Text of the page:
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EU support for Greece in disputes with Turkey contravenes int’l law, Foreign Ministry says

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Turkey’s Foreign Ministry has said the European Union’s “unquestioning support” for Greece in its long-standing disputes with Turkey over maritime borders on the grounds of membership solidarity contravenes the EU’s Acquis Communautaire and international law, local media reported on Tuesday.

Greece and Turkey have a fraught history going back centuries with disputes over maritime borders and the 1974 division of Cyprus.

The two uneasy NATO neighbors have long-standing sea and air boundary disputes that lead to near-daily air force patrols and interception missions mostly around Greek islands near Turkey’s coastline.

Foreign Ministry spokesman Tanju Bilgiç released a written statement  on the ministry website on Tuesday, after Jan Lipavský, minister of foreign affairs of the Czech Republic, and Peter Stano, the European Commission’s foreign policy spokesman, reacted to recent statements by Turkish President Recep Tayyip Erdoğan on the matter.

“The statements made by the Czech Ministry of Foreign Affairs and some other EU institutions … have no meaning and value for us. … It is a complete disgrace that those who made these statements ignore Greece’s violations, harassment and threats against our country and its provocative actions and rhetoric, and remain indifferent to its actions and practices against international law,” Bilgiç said.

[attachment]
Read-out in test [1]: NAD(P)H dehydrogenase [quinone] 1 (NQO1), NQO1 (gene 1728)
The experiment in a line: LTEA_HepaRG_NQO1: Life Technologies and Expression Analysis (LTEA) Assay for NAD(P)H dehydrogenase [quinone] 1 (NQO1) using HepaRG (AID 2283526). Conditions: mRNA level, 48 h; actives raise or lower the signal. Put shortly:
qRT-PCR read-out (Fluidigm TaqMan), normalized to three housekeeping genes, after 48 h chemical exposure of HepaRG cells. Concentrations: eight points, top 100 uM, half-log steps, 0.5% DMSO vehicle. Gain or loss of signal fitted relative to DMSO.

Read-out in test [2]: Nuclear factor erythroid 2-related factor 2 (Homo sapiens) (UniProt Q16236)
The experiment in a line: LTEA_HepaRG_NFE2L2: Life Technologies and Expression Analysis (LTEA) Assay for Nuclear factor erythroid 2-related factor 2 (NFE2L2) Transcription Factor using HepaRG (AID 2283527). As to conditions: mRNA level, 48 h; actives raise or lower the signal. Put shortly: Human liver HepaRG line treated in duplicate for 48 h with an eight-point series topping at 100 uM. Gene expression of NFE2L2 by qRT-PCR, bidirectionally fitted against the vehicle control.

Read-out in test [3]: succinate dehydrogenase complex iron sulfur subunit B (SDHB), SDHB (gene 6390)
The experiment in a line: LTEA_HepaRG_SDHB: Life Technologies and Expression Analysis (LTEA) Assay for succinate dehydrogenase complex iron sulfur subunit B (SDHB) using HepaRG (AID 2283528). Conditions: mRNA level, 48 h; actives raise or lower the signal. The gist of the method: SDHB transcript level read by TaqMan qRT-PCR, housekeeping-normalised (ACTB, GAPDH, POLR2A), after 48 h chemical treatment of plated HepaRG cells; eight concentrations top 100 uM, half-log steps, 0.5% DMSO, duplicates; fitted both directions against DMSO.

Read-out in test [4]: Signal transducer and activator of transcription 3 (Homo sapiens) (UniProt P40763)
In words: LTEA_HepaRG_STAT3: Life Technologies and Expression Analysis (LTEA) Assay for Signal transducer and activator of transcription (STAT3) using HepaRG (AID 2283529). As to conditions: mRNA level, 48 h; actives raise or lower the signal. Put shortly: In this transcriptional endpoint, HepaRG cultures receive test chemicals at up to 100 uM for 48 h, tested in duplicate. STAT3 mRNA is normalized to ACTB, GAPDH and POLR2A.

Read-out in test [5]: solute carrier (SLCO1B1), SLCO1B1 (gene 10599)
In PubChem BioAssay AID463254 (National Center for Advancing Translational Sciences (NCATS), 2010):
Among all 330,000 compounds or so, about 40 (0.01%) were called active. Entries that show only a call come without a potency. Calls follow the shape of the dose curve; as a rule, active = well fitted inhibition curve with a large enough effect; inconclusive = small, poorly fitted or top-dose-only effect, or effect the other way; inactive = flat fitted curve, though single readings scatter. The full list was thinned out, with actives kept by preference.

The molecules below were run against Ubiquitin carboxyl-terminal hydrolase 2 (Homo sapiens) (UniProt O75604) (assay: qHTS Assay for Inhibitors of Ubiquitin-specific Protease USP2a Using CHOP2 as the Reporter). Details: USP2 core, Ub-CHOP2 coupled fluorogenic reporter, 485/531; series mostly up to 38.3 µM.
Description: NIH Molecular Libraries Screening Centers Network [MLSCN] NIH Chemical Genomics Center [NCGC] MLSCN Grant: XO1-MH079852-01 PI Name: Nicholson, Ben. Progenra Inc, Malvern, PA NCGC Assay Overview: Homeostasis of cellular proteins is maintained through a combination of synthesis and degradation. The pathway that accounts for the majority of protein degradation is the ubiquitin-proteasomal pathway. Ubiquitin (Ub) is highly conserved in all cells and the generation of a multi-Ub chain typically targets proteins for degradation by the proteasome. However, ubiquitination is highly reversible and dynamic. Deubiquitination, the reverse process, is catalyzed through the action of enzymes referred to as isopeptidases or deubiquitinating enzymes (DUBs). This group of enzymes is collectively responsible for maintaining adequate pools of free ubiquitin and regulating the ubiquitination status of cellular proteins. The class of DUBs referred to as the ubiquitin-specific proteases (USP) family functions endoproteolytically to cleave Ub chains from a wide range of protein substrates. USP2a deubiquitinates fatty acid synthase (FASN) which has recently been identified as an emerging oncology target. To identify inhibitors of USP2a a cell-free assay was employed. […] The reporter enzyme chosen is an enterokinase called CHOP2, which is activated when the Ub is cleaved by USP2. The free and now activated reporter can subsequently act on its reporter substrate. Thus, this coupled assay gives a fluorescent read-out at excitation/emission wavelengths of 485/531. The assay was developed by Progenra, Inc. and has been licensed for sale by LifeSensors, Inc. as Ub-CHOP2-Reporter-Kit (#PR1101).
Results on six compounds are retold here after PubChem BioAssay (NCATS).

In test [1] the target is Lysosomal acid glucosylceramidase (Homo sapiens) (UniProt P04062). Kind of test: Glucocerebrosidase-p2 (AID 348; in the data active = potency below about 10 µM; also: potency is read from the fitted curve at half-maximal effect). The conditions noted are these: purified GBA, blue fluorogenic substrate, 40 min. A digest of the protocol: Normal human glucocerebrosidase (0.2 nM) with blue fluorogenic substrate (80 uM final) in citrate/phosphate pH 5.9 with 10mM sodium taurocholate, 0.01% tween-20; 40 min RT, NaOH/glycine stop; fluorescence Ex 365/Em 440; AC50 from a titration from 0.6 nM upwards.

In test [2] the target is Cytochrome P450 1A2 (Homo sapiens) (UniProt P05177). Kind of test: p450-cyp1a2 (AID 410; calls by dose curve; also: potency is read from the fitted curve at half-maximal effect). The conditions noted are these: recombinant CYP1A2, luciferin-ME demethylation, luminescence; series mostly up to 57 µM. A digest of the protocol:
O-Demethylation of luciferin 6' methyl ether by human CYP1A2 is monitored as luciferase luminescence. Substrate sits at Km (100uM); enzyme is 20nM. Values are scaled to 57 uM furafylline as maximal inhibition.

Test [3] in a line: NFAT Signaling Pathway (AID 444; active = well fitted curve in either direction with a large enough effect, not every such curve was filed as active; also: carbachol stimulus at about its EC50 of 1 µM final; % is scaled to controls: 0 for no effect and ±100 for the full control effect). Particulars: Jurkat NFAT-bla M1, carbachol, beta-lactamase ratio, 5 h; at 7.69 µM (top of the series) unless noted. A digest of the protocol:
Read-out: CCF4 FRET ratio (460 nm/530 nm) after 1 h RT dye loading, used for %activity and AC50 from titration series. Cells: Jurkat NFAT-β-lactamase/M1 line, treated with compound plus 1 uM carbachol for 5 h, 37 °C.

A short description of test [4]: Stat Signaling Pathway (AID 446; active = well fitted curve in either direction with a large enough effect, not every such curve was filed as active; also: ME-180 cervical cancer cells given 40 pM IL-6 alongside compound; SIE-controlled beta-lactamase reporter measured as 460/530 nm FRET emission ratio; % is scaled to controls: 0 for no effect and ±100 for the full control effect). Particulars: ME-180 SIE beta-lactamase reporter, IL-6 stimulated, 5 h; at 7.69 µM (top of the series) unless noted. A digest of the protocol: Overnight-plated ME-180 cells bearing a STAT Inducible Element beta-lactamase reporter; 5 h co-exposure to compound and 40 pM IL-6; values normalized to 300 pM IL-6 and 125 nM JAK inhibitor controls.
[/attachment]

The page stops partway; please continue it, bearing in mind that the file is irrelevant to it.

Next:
He added that Turkey would continue to “resolutely protect its legitimate rights and interests in the Aegean and Mediterranean.”

Erdoğan on Saturday warned Greece it would pay a “heavy price” if it kept on harassing Turkish fighter jets over the Aegean and hinted at military action.

“When the time comes, we will do what’s necessary. As we say, we may come suddenly one night,” Erdoğan told a packed rally in the Black Sea city of Samsun, using his oft-repeated words when he threatens to launch an operation into neighboring Syria.

“Unacceptable threatening of EU member states, like the one addressed to Greece in President Erdogan’s recent public speech, is extremely unhelpful … ” the Czech Foreign Ministry tweeted Sunday.

Stano also said in a tweet that Erdoğan’s “[o]ngoing hostile remarks” raise serious concerns and fully contradict much-needed de-escalation efforts in the eastern Mediterranean, underlining that such threats and aggressive rhetoric were “unacceptable & must stop.”

“The EU reiterates its expectation from Turkey to seriously work on de-escalating tensions in a sustainable way … and fully respect the sovereignty and territorial integrity of all EU Member States,” he added in a statement.

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